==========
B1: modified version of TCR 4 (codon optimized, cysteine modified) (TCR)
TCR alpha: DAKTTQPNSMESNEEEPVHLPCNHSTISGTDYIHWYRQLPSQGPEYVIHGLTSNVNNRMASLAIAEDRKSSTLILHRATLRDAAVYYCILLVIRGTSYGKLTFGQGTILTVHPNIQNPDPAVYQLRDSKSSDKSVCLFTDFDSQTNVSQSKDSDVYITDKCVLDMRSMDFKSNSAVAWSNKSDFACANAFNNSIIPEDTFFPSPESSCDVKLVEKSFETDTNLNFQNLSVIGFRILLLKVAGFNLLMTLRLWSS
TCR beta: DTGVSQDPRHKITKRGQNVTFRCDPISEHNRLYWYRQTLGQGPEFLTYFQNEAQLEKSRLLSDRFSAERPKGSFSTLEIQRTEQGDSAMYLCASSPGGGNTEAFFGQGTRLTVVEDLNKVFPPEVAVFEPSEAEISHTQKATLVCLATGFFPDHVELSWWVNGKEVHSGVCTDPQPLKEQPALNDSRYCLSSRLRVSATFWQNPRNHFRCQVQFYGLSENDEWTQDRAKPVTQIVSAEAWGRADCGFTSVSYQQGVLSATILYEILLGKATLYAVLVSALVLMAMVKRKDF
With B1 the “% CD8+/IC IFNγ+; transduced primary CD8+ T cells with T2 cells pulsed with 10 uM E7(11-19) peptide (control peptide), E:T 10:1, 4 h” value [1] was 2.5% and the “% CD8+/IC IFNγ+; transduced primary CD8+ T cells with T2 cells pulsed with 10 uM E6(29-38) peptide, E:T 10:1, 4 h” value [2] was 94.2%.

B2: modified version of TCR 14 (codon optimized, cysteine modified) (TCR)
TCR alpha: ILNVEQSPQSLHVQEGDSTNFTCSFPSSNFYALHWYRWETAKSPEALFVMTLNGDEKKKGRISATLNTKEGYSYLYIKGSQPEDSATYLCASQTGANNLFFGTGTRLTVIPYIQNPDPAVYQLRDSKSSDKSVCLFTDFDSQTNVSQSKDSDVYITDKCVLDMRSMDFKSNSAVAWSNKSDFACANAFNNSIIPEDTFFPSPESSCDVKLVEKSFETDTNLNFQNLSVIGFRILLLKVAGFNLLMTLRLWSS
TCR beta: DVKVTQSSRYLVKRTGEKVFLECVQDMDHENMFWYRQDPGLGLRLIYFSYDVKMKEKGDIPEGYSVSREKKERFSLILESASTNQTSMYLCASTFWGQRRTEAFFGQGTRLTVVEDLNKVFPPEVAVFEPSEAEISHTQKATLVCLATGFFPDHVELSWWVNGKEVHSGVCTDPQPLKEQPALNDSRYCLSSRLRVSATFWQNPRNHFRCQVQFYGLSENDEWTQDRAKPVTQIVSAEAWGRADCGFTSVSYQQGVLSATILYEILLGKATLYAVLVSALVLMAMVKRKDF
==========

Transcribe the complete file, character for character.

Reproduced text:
B1: modified version of TCR 4 (codon optimized, cysteine modified) (TCR)
TCR alpha: DAKTTQPNSMESNEEEPVHLPCNHSTISGTDYIHWYRQLPSQGPEYVIHGLTSNVNNRMASLAIAEDRKSSTLILHRATLRDAAVYYCILLVIRGTSYGKLTFGQGTILTVHPNIQNPDPAVYQLRDSKSSDKSVCLFTDFDSQTNVSQSKDSDVYITDKCVLDMRSMDFKSNSAVAWSNKSDFACANAFNNSIIPEDTFFPSPESSCDVKLVEKSFETDTNLNFQNLSVIGFRILLLKVAGFNLLMTLRLWSS
TCR beta: DTGVSQDPRHKITKRGQNVTFRCDPISEHNRLYWYRQTLGQGPEFLTYFQNEAQLEKSRLLSDRFSAERPKGSFSTLEIQRTEQGDSAMYLCASSPGGGNTEAFFGQGTRLTVVEDLNKVFPPEVAVFEPSEAEISHTQKATLVCLATGFFPDHVELSWWVNGKEVHSGVCTDPQPLKEQPALNDSRYCLSSRLRVSATFWQNPRNHFRCQVQFYGLSENDEWTQDRAKPVTQIVSAEAWGRADCGFTSVSYQQGVLSATILYEILLGKATLYAVLVSALVLMAMVKRKDF
With B1 the “% CD8+/IC IFNγ+; transduced primary CD8+ T cells with T2 cells pulsed with 10 uM E7(11-19) peptide (control peptide), E:T 10:1, 4 h” value [1] was 2.5% and the “% CD8+/IC IFNγ+; transduced primary CD8+ T cells with T2 cells pulsed with 10 uM E6(29-38) peptide, E:T 10:1, 4 h” value [2] was 94.2%.

B2: modified version of TCR 14 (codon optimized, cysteine modified) (TCR)
TCR alpha: ILNVEQSPQSLHVQEGDSTNFTCSFPSSNFYALHWYRWETAKSPEALFVMTLNGDEKKKGRISATLNTKEGYSYLYIKGSQPEDSATYLCASQTGANNLFFGTGTRLTVIPYIQNPDPAVYQLRDSKSSDKSVCLFTDFDSQTNVSQSKDSDVYITDKCVLDMRSMDFKSNSAVAWSNKSDFACANAFNNSIIPEDTFFPSPESSCDVKLVEKSFETDTNLNFQNLSVIGFRILLLKVAGFNLLMTLRLWSS
TCR beta: DVKVTQSSRYLVKRTGEKVFLECVQDMDHENMFWYRQDPGLGLRLIYFSYDVKMKEKGDIPEGYSVSREKKERFSLILESASTNQTSMYLCASTFWGQRRTEAFFGQGTRLTVVEDLNKVFPPEVAVFEPSEAEISHTQKATLVCLATGFFPDHVELSWWVNGKEVHSGVCTDPQPLKEQPALNDSRYCLSSRLRVSATFWQNPRNHFRCQVQFYGLSENDEWTQDRAKPVTQIVSAEAWGRADCGFTSVSYQQGVLSATILYEILLGKATLYAVLVSALVLMAMVKRKDF